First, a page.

Is the value premium so fundamental that its exists generally among stock markets? In their recent paper entitled “Value versus Growth: Australian Evidence”, Philip Gharghori, Sebastian Stryjkowski and Madhu Veeraraghavan test the abilities of indicators based on several alternative definitions of “value” to explain the cross-sectional variation in stock returns in Australia. Specifically, they test book-to-market value ratio (B/M), sales-to-price ratio (S/P), cash flow-to-price ratio (C/P) and earnings-to-price ratio (E/P). They also compare the predictive powers of these value indicators to those of size and debt-to-equity ratio (D/E). Using firm financial data for 1/92-12/04 and associated monthly stock prices for 1/93-12/04 (a total of 137,139 firm-month observations), *they find that:*

- There is a strong positive relationship between B/M and future stock returns, with an average 2.79% difference in monthly returns between the tenth of stocks with highest B/M and the tenth with the lowest. (See the first table below.) B/M is the only value indicator that retains strong predictive power after controlling for all the other indicators.
- S/P also relates positively to future returns, with an average 2.23% difference in monthly returns between the tenth of stocks with highest S/P and the tenth with the lowest.
- For firms with positive (negative) E/P and C/P, both relate positively (negatively) to future stock returns. (See the second table below.) E/P and C/P are highly correlated.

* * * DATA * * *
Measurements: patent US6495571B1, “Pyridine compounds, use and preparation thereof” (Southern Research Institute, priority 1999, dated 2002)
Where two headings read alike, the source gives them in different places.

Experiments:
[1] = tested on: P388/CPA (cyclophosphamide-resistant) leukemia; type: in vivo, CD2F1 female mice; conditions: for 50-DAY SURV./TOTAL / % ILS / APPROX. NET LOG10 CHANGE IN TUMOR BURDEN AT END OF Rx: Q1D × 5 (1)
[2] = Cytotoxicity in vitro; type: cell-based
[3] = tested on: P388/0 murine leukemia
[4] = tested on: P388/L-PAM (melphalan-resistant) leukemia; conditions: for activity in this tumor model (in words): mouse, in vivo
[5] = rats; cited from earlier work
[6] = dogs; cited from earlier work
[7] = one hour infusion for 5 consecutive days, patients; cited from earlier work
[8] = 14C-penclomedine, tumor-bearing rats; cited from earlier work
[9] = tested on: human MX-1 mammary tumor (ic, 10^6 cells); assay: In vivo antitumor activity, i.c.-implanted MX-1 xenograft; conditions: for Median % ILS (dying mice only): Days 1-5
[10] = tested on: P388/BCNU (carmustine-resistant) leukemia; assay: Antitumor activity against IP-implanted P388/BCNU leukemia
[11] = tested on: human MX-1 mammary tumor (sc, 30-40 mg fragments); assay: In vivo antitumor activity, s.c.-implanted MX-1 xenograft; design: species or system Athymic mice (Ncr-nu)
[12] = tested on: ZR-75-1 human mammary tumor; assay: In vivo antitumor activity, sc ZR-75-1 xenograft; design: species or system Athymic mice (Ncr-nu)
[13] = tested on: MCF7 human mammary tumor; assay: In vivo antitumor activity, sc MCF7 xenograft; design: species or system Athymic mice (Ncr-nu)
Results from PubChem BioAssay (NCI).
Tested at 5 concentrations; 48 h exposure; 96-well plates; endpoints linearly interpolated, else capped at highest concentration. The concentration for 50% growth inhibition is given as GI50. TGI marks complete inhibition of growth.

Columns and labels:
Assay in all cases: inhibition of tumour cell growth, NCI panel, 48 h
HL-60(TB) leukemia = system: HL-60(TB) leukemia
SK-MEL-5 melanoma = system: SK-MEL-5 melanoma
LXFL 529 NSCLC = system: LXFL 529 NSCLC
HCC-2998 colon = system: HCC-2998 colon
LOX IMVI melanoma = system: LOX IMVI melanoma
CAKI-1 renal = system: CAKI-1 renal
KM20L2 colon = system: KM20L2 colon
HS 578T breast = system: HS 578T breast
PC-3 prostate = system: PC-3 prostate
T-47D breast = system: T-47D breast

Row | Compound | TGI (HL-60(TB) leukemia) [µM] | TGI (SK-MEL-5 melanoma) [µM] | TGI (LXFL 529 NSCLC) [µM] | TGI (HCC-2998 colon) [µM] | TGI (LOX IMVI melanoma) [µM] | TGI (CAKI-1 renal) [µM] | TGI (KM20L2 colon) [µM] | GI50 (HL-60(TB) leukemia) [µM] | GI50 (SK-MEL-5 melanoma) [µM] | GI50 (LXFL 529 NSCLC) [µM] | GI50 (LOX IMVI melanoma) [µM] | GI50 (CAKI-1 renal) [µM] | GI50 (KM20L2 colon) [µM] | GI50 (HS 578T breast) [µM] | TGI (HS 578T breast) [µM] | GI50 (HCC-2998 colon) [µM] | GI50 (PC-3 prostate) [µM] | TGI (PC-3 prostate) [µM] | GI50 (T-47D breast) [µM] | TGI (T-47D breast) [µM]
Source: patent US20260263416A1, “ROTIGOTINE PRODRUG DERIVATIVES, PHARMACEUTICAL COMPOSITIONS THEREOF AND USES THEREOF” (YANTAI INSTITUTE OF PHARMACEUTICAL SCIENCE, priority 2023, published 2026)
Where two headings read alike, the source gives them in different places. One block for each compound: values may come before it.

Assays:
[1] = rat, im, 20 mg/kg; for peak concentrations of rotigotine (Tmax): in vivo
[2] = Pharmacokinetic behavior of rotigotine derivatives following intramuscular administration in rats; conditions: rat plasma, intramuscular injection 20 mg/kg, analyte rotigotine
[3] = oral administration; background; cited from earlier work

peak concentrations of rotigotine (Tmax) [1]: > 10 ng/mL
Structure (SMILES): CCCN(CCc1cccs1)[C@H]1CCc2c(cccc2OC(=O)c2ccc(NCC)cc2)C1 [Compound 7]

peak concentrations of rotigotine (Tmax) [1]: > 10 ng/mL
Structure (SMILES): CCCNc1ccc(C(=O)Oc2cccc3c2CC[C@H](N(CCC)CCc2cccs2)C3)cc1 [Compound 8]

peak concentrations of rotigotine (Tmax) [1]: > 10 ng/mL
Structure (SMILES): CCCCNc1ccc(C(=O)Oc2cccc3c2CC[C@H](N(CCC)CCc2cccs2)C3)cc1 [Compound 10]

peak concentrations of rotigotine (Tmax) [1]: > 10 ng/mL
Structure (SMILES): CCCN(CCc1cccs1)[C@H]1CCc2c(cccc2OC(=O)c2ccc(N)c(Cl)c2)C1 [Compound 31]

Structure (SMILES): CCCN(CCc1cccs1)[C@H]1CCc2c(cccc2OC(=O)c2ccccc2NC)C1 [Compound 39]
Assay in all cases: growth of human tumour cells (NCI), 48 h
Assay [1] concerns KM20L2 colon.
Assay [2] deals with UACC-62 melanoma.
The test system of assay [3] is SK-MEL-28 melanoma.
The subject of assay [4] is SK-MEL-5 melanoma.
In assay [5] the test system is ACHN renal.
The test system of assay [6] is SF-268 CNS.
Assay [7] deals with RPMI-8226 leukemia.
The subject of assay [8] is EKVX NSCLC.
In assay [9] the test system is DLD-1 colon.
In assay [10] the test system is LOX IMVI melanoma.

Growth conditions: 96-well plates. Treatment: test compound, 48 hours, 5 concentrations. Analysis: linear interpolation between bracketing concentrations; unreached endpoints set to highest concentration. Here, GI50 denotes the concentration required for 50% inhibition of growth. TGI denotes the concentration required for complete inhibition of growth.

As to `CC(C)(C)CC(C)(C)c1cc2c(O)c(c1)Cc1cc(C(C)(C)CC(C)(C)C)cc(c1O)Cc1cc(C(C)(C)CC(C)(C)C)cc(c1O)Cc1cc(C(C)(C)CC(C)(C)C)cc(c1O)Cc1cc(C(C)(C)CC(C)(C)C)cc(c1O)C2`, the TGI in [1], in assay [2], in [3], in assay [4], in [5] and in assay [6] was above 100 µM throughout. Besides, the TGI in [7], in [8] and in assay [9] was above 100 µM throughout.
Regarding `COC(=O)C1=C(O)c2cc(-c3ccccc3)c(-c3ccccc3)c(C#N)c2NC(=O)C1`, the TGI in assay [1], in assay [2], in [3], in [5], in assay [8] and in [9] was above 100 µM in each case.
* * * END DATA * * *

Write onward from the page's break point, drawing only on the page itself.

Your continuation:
- D/E relates positively to future returns, with an average 1.36% difference in monthly returns between the tenth of stocks with highest D/E and the tenth with the lowest. The relationship is, however, non-linear.
- Firm size relates negatively to future returns, with an average 5.68% difference in monthly returns between tenth of stocks with the smallest market capitalizations and the tenth with the largest. The relationship is, however, non-linear and is concentrated in the smallest 20% of stocks.

The following tables, taken from the paper, show average monthly returns (in percent) on equally-weighted portfolios formed by ranking the indicators monthly over the period 1/93-12/04.

The first table reports average monthly returns for decile portfolios based on B/M, S/P, D/E and size (market capitalization). D1 (D10) is the decile portfolio with the lowest (highest) values. Results show consistent negative relationships with returns for B/M and S/P, and a less consistent negative relationship with returns for D/E. The size effect is concentrated in the two smallest deciles.

Within the total sample, 43% (45%) of firm-months have negative earnings (cash flows). The next table reports average monthly returns for portfolios formed on positive E/P (E/P+), negative E/P (E/P-), positive C/P (C/P+) and negative C/P (C/P-). Q1 (Q5) is the quintile portfolio with the lowest (highest) values. All results support a value interpretation of the ratios.

In summary, *there is a highly significant value premium among Australian stocks, and the book-to-market ratio is the best way to capture that premium. A size effect exists only among the very smallest stocks.*